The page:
One of the biggest challenges to running a small business is employee management. If some of your employees are not performing up to your expectations, or their potential, here’s what to do.

Motivating Under-Performing Employees

Make priorities and policies very clear without resorting to micro-management. Try these tips:

  • For the consistently late or absent employee: Make sure expectations are clear for work hours and sick days or PTO (paid time off). As with any other employee deficiency, be sure to document all violations of your attendance policy, so that you have support for decisions to discipline or fire the individual. (This also helps ensure fairness to all employees.) If the employee is valuable, consider allowing alternate arrangements, such as allowing remote work from home, video meetings or non-traditional work hours, as long as productivity remains high.
  • For the employee that always has excuses: Being accountable for your work quality, productivity and timeliness is crucial in any industry. Document excuses given so that you’re aware if the same relative passes away twice, and so that you can give proper warnings. Establish and explain consequences for continued lateness, inaccurate work, etc., and take action if needed.
  • For poor time management: If a staff member consistently wastes time at work, then starts projects immediately before they’re due, they can bring your business down (and sink office morale). It’s likely that their work is typically late and its quality won’t be the best since they’re rushing at the last minute. Be very clear about priorities and deadlines, putting these in writing if possible. This way, your employee knows what s/he should be working on at all times. You may decide to fire the individual for poor performance or disrupting the team.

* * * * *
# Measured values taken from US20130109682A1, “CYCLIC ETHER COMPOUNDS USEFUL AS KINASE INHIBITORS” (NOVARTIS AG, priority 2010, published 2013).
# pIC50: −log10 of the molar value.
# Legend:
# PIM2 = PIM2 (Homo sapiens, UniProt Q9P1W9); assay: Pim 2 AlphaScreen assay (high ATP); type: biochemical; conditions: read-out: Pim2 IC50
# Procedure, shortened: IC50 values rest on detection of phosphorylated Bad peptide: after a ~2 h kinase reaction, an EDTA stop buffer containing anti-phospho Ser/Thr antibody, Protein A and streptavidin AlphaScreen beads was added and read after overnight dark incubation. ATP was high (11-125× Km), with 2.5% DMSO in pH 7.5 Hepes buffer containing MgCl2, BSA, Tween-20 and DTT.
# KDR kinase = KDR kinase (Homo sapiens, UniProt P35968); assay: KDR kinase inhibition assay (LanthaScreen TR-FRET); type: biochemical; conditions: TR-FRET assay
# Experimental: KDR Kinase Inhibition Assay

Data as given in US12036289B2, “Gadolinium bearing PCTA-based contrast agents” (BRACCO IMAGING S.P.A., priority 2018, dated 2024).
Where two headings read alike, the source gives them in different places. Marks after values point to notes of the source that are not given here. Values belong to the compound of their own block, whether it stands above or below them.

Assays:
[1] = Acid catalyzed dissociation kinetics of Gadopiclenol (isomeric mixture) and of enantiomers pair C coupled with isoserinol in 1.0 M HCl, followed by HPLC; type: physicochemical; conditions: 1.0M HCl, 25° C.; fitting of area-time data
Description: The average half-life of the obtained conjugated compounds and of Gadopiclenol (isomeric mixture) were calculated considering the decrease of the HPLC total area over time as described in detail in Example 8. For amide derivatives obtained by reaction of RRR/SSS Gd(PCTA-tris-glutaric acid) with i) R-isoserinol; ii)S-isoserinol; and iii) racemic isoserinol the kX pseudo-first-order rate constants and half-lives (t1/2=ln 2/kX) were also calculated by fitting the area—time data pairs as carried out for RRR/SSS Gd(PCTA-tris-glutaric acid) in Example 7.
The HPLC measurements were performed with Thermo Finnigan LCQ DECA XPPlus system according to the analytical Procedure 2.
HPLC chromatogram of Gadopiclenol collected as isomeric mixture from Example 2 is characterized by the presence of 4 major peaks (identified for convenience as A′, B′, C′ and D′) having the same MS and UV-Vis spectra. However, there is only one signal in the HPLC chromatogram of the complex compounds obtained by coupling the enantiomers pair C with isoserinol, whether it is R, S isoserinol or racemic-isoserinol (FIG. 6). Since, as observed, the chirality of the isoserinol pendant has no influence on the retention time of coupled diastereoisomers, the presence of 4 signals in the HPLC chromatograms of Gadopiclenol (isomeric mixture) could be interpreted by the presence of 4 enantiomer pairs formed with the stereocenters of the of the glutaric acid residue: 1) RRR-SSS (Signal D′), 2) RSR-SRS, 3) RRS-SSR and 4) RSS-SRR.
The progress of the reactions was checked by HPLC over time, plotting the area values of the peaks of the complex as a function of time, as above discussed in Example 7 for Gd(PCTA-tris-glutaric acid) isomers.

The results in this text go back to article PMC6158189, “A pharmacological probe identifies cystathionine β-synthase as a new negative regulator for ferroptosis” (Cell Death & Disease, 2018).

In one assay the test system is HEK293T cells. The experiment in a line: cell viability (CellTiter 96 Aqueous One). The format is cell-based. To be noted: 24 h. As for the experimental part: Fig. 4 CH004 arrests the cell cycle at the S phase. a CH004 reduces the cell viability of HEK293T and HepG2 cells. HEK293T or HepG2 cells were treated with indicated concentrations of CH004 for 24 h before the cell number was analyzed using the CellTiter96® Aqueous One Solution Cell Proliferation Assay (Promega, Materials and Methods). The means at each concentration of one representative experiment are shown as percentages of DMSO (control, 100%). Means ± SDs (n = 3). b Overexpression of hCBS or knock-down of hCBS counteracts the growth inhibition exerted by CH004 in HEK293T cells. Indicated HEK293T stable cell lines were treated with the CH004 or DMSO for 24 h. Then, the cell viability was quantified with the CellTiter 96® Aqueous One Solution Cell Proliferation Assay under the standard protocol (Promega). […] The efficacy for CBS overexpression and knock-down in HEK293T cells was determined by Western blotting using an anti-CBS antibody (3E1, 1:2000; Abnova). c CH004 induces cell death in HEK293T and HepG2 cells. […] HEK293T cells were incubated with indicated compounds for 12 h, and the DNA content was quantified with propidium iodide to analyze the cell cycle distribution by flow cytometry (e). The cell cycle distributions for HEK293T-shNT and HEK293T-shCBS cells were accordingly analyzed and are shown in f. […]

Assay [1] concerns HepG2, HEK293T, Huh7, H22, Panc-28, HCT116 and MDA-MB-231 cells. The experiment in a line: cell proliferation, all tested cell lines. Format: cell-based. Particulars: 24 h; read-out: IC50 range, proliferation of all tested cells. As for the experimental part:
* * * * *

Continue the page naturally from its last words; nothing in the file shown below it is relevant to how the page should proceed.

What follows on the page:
• For office drama creators: Gossips and even bullies are common in many workplaces. Don’t let your office end up this way. Foster teamwork among the whole group of employees. Try bonding or team-building activities inside or outside work, such as sports or another activity all can agree upon. This helps build an all-for-one attitude, with employees learning to depend upon and respect each other. Try to praise, reward and discipline all employees equally, so that no one is incentivized to throw co-workers “under the bus” or sabotage them.
  • For shirking work duties: If your employee is pushing work off onto others, or causing others to pick up the slack, they’re a drag on your business. Be clear that assignments are to be completed personally, without delegating (especially if that person has no supervisory role).   

When you need funding for business management, training programs or growth, contact the team at Rotay Capital Finance.